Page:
Flaminio BertoniAutomotive Designer (1903-1964)
One of the 20th century’s most gifted automotive designers, FLAMINIO BERTONI (1903-1964) was responsible for designing the bodywork of such classic – and stylistically diverse - cars as the elegant Traction Avant, supremely functional 2 CV and alluring DS 19.
Of all the totems of daily life that the French writer Roland Barthes celebrated in his book Mythologies, none moved him more than the Citroën DS 19, the car that his compatriots had nicknamed “the goddess”. “It is obvious that the new Citroën has fallen from the sky in as much as it appears at first sight as a superlative object,” he wrote. “The DS – the goddess – has all the features of one of those objects from another universe which have supplied fuel for the neomania of the eighteenth century and that of our own science fiction.”
Barthes was not alone in his admiration for the DS 19, which drew adoring crowds from the moment it was unveiled at the 1955 Paris Motor Show. The ‘goddess’ was the product of years of research and development by Citroën’s extraordinarly gifted team of engineers led by the former Grand Priz champion André Lefèbvre and its Italian chief designer – Flaminio Bertoni.
Born in Masnago, a small town in the Varese region of northern Italy, Bertoni discovered car design by accident when, after his father’s death in 1918, he was forced to leave technical school to earn a living to support his family. He found a job as an apprentice joiner at Carrozzeria Macchi, a carmaker in the nearby town of Varese. Bertoni’s skilled draughtsmanship won him a job in Macchi’s planning department and, in his spare time, he studied sculpture. By 1924 he was head draughtsman at Macchi but, five years later, he resigned after a row with the management and set up his own studio where he juggled commissions from local carrozzeria with his private passion for sculpture.
Bertoni’s studio flourished until in 1931 he fell in love with Giovanna Barcella, a young woman of whom his mother disapproved. Hoping that Bertoni would marry a cousin instead, she forbade him from marrying Giovanna. Bertoni responded by closing his studio in Varese and moving to Paris with Giovanna, whom he made his wife. The following April their son, Leonardo, was born and two days later Flaminio Bertoni was offered a job at Citroën.
By the early 1930s Citroën was renowned as the world’s most innovative carmaker with an obsessive commitment to research and development. Its chevron-shaped corporate symbol was modelled on the gears designed by its founder, André Citroën, who, shortly after Bertoni’s arrival, ploughed his personal fortune into the development of the company’s next new model, the Traction Avant, a ground-breaking front-wheel drive saloon car.
Other manufacturers had already produced front-wheel drive cars, but with engines so big that there was too little space left for passengers. A new recruit to Citroën’s engineering team, André Lefèbvre, had developed a design which went a long way towards solving this problem. While he completed that process, Bertoni was asked to develop an all-metal body, which would make the car lighter than the partially wooden vehicles of the day. Together with Lefèbvre, he produced a car in which weight was evenly distributed and air flowed freely to increase speed. The final component was the shape of the vehicle, its “lines” which Bertoni is said to have created in a single night by moulding a model from plasticine rather than a traditional sketch. Hailed as a triumph when it was launched in 1934, the Traction Avant was described by one critic as: “so new, so bold, so full of original ideas”.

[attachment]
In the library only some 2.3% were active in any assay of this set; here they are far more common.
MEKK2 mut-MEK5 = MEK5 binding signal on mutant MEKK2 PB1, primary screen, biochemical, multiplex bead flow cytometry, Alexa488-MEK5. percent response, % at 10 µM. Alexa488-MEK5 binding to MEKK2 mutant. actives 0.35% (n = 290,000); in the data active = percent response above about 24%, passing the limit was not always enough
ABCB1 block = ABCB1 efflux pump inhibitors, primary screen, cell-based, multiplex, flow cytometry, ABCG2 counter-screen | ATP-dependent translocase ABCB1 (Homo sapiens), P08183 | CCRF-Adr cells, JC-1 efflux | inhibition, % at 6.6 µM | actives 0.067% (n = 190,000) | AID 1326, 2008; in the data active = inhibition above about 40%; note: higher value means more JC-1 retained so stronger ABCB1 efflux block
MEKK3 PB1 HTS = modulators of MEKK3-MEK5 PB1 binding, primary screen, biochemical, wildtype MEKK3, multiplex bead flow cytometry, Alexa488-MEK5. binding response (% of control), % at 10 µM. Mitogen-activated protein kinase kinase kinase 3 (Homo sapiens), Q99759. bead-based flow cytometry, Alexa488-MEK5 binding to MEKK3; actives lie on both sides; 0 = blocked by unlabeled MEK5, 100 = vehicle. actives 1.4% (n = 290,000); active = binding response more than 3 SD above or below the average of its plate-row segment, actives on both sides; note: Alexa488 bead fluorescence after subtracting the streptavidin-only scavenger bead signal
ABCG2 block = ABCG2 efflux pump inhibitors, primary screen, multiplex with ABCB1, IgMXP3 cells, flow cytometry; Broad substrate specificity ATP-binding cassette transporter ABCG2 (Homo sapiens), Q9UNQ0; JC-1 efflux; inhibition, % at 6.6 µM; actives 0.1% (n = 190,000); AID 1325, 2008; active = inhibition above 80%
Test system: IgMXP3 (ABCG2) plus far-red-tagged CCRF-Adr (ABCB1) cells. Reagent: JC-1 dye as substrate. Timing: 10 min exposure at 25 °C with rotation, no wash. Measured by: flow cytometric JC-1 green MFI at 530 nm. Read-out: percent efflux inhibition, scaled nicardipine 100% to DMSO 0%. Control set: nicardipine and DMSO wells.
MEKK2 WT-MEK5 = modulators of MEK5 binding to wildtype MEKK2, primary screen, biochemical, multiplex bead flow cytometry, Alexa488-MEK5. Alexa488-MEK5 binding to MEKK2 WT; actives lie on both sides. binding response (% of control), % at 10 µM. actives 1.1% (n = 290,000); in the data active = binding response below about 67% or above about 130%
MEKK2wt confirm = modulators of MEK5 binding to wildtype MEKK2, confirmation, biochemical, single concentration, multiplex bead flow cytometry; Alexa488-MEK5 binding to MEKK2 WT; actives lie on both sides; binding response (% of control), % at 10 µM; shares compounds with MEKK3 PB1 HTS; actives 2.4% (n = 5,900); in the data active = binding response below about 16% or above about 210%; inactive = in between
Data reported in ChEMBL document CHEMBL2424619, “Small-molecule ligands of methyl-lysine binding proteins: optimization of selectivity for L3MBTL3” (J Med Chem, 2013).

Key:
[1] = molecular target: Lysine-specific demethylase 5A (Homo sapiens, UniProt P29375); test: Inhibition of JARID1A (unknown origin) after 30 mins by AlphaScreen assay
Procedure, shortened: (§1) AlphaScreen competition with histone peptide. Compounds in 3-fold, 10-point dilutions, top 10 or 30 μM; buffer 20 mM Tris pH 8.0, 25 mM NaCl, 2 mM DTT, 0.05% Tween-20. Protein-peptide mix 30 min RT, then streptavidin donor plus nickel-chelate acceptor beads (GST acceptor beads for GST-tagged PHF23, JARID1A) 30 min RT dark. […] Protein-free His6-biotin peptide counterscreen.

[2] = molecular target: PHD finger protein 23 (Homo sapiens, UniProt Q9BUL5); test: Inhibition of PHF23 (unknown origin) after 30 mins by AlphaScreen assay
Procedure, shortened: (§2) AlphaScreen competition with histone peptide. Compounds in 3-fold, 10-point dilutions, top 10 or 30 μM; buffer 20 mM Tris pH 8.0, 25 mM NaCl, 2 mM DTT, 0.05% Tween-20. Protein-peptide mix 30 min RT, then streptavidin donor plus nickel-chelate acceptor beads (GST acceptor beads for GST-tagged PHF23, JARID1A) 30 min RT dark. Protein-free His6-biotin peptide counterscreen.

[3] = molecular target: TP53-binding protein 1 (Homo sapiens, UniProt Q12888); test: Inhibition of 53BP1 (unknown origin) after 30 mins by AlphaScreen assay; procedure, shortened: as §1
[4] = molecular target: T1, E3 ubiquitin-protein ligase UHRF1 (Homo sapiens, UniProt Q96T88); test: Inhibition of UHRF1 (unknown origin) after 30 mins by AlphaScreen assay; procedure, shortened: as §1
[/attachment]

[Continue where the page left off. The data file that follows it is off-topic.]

Developing the Traction Avant was so expensive that it drained Citroën financially and, months after the launch, the company was taken over by the tyre maker Michelin. Luckily for Bertoni and Lefèbvre, Pierre Jules Boulanger, the Michelin executive who took charge (and would continue running the company after André Citroën’s death in 1935) was a champion of innovation. His first project was to commission the TPV, or Tres Petite Voiture, the “very small car” which he envisaged as Citroën’s equivalent of Volkswagen’s best-selling Beetle. Boulanger wanted a car which would transport four people and fifty kilos of potatoes at up to 60km per hour. Again Bertoni was responsible for the bodywork. He conceived it to be completely different to the opulent Traction Avant with its voluptuous curves. The lean, linear styling of the TPV, which Citroën planned to unveil at the 1939 Paris Motor Show, was inspired by the angular Modern Movement aesthetic and by the aircraft from which Lefèbvre had borrowed many of the technical innovations in the car.
Busy though he was at Citroën, Bertoni still worked for other manufacturers, notably Carrozzeria Baroffio for which he designed a bus with the engine placed above the cabin. He also continued his sculpture, which he exhibited widely. This left him with so little time for his family that in 1936 Giovanna took Leonardo to live with her back in Italy while Bertoni remained in Paris.
When World War II began Citroën suspended its plans to launch the TPV and, fearful that the Germans would discover it, secretly buried the six prototype cars and hid all the plans and sketches. After Italy entered the War as a German ally, Bertoni was arrested as an “enemy of France”. He was freed by the Germans but spent the rest of the war shuttling between France and Italy and recovering from a motorcycle accident at Citroën, which left him with one leg three centimetres shorter than the other for the rest of his life.